This time of year not only means the holidays are here but also the International Work Boat Show (WBS) that’s held annually in New Orleans. Based on the size of the crowds, this year’s conference was easily the most attended show post-COVID. This doesn’t surprise me given the resurgence in the offshore oil and gas industry and the emergence of offshore renewables and the demand for vessels to support those markets.
What I found most interesting was the amount of specialized programs and presentations about vessel design, construction, operations, and efficiency—particular targeted at the offshore renewables industry. While it is growing and soon to be a viable marine market, it is not going to be as significant of a market as the oil and gas any time soon. However, the amount of focus at the WBS on the renewable service market seemed to far outweigh the focus on oil and gas. Admittedly, new oil and gas offshore support vessels are not likely to be built in meaningful numbers for many more years, which is why there is more emphasis on renewables.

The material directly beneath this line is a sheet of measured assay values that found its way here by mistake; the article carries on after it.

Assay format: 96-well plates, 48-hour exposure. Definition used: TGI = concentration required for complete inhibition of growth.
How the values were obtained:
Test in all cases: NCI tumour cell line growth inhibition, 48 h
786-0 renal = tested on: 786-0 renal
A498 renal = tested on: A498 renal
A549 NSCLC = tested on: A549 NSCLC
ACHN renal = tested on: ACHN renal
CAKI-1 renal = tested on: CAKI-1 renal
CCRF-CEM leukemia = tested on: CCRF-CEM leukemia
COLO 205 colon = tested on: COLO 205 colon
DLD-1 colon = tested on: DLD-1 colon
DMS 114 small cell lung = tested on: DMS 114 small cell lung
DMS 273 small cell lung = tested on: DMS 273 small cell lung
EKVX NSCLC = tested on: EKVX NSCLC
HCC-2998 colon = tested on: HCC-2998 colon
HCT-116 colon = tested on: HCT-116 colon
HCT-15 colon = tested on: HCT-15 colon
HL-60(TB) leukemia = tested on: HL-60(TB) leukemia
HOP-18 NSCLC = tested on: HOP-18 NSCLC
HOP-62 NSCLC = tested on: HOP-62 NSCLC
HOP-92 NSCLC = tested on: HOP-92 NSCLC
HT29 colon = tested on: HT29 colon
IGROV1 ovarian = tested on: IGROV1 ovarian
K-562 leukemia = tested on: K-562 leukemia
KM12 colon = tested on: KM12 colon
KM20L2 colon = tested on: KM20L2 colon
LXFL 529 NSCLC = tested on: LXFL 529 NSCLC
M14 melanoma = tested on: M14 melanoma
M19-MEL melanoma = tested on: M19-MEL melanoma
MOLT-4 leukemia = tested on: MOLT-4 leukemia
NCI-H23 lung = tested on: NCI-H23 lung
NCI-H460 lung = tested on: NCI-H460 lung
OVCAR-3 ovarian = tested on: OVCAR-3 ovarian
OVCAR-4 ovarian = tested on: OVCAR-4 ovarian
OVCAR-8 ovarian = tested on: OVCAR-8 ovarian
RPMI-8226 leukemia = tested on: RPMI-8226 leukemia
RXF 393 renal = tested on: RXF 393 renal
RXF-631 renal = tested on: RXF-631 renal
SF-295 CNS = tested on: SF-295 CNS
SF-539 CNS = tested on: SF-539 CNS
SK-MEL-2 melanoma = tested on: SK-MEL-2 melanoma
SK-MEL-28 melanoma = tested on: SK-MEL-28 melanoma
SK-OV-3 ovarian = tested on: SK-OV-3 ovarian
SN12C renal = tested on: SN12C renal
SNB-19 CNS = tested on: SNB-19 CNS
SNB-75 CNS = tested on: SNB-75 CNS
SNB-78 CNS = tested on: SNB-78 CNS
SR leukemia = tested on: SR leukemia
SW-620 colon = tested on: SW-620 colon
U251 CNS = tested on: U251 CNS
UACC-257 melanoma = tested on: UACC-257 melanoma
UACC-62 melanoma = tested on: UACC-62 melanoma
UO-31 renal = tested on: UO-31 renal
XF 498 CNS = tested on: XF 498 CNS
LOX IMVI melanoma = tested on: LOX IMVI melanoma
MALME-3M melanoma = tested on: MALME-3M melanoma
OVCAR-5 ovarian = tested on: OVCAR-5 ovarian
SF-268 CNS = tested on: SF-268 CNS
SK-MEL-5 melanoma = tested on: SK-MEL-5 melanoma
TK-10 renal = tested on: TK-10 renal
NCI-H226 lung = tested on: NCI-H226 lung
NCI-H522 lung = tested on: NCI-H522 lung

There will be many improvements made to insure existing OSVs remain in service for their entire service life, while also increasing efficiency objectives through improvements in technology. While there is focus here, it’s not enough considering the continued demand for oil and gas OSVs and the limited ability of the industry to support new vessel builds.
These observations only reinforce my beliefs that there will be a continued long-term, upward trend in the oil and gas OSV industry. As always, I caution that this is a fickle industry and any number of exogenous factors can derail it. We must continue to be vigilant in preparing for the next downturn as we capitalize on the good times.